Geren heard the rider before he saw him, and didn’t bother to unsheathe his sword or get up from where he sat by the campfire. Neither did any member of his party. They were an experienced group of scouts and warriors, and knew they had little to fear from a single rider, even in this dangerous territory. In a moment, the lone horseman came into view and reined his horse to a stop at the edge of the firelight.
“Greetings friend,” said Geren, standing at last and walking towards the figure.
The man atop the horse pushed back the cowl of his black traveling cloak, and Geren caught just a glimpse of silver at the stranger’s throat as he did so.
“And greetings to you ranger. Is there space at your fireside for a weary traveler?”
“We’d be remiss to turn any away in this country, friend. Please, join us,” said Geren, gesturing towards the fire.
The young man dismounted, exchanging nods with each of the silent men around the campfire, and took a seat. The grizzled scouts sized him up in an instant, he was no threat to them, and they settled into an easy silence as Geren fetched a flagon of mead for the newcomer. The young man thanked Geren for it and drank deeply from the cup. For a moment he warmed his hands by the fire before speaking.
“Your fire is quite refreshing, gentlemen. It is a cold night, with barely a sliver of moon for company.”
Geren looked the young man up and down before responding. “The moon is precious little company in this land, lad. ‘Tis a dangerous road you’ve chosen to ride alone. I’d say you’re either a brave man or a fool to be in these parts without other men at your side.”
The young man laughed. “Fair enough, fair enough. But rarely do we choose our own road. Duty has brought me to this desolate land, and I have not the time to worry about the danger of it.”
“Very well,” responded Geren, “your business is none of mine. But guests are a rare occurrence around this campfire, and you seem like a good sort. You’re welcome to travel with us if you like, at least as far as the Velunan frontier. Trust me, young friend, you’ll be safer for it. This really is no place to be traveling alone.”
The stranger looked thoughtful for a moment, and then nodded. “Thank you ranger, that is much appreciated, much appreciated. But now, gentlemen, I think it is best that you prepare yourselves, because you’re about to have a few more guests, and I hazard you won’t find them as pleasant company as myself.”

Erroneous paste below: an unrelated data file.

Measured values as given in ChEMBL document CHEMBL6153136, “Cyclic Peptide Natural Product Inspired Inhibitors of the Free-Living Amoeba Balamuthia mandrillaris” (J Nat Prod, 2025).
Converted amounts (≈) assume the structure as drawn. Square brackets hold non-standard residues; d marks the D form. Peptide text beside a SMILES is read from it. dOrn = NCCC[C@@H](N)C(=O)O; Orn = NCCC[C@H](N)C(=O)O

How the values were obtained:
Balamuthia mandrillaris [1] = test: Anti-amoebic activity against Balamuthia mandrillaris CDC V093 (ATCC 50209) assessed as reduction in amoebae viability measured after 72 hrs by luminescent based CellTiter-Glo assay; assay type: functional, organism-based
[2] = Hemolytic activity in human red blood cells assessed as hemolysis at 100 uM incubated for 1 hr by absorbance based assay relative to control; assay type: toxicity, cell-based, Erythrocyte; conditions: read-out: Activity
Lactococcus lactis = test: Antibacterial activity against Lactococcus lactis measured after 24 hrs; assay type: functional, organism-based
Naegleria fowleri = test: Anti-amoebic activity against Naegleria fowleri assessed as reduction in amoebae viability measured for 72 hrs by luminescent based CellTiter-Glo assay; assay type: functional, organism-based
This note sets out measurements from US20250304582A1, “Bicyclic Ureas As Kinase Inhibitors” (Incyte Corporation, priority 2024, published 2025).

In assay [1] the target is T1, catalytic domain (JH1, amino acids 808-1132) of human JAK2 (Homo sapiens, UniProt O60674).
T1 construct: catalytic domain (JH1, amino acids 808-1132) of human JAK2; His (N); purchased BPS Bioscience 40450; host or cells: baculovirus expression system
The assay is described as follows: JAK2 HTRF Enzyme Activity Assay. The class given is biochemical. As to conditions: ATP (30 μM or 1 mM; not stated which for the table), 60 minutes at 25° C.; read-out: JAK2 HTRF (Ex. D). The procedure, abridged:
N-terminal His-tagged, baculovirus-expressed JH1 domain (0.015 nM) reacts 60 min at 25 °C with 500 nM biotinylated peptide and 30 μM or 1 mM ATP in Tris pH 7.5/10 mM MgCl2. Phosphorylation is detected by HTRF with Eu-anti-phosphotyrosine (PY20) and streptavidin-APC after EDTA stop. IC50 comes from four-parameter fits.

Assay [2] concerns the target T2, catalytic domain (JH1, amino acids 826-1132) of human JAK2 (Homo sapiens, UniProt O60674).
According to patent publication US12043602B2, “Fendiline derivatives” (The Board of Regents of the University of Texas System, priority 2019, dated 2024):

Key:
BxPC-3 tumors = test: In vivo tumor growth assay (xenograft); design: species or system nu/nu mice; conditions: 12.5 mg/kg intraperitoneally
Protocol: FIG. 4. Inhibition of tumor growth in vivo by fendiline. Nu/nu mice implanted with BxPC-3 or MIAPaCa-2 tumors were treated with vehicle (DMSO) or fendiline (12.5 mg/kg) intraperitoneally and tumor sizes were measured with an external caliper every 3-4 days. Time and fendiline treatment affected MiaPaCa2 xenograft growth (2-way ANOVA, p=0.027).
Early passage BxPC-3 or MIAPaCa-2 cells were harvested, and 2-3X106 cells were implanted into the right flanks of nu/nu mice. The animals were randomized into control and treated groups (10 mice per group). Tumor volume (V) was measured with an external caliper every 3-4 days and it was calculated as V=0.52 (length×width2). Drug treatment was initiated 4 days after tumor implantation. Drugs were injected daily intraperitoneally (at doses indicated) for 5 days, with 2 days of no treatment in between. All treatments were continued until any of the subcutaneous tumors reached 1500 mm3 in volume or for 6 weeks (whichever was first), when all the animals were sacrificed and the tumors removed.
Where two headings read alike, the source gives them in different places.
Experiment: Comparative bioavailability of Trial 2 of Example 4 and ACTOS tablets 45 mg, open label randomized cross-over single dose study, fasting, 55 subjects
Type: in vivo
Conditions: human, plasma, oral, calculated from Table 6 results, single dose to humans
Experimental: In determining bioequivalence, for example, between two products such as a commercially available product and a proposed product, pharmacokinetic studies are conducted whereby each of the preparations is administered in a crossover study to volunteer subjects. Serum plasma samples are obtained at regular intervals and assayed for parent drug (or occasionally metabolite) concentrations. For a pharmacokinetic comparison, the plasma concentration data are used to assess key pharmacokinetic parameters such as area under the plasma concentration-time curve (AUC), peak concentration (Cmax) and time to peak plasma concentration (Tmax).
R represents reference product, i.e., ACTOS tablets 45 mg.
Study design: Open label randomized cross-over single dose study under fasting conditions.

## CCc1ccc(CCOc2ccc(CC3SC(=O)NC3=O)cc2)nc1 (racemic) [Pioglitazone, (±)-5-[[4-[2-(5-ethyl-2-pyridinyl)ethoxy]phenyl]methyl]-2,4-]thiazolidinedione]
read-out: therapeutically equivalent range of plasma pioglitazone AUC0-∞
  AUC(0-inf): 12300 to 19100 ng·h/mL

The scouts exchanged quick glances and moved their hands towards their sword hilts and bows.
“What do you mean?” asked Geren.
“It’s why I’m here, I’ve been tracking them… and I sense that they are near. Yes, very near. Look to the treeline!”
The scouts looked up the small slope on the north side of their campfire towards the edge of the forest. For a moment they saw nothing, but then they caught glimpses of movement here and there. An instant later a horrific sight met their eyes: lurching from the cover of the trees were the most hideous of abominations, clad in rags with only bits and pieces of rotting flesh clinging to their skeletal frames. In an instant the scouts were on their feet and loosing arrows at the advancing score of the undead. Still, the black clad stranger sat, unperturbed, staring into the fire.
Geren clasped a hand to the stranger’s shoulder urgently “Don’t just sit there, man, get up and fight!”
The young man smiled up at Geren and said “Oh, I intend to friend… it’s just I wanted to savor the moment.”
He rose, and pushed apart his cloak for the first time. Underneath, he wore a mithril breastplate, emblazoned with a symbol that Geren had not seen before: A full moon, inlaid with the shape of a lantern containing a tiny sun. On his left hip swung a small silver lantern which glowed with an ethereal blue light. On his right hip, he wore a heavy mace that sparked slightly as he rose. His garments were all black, with silver trim.
The young man turned away from the fire and walked briskly towards the advancing undead. Around him, the party of scouts continued to loose arrows into their ranks, but to little avail. He stopped, a large grin spreading across his face, raised his right hand and spoke a short incantation. A bluish white mist began to gather around his outstretched hand, glowing from within. The mist began to swirl rapidly and then coalesced into an orb in front of the young man’s raised palm. The orb became denser and appeared almost solid, in each fraction of a second growing brighter and brighter, until it exploded in a brilliant cone of the purest and brightest white light that Geren had ever seen. The skeletal forms advancing across the field disintegrated, screaming as the light reached them, and as soon as it had begun, it was over. The scouts lowered their bows and stared in astonishment as where seconds before twenty undead warriors had stood, now only clouds of dust hung in the air and fragments of bone littered the grass.
The young cleric looked around at the party and shrugged “It’s never quite as fun as you anticipate,” he said. “Still, one does one’s duty.” And without another word, he turned and walked back to the fire.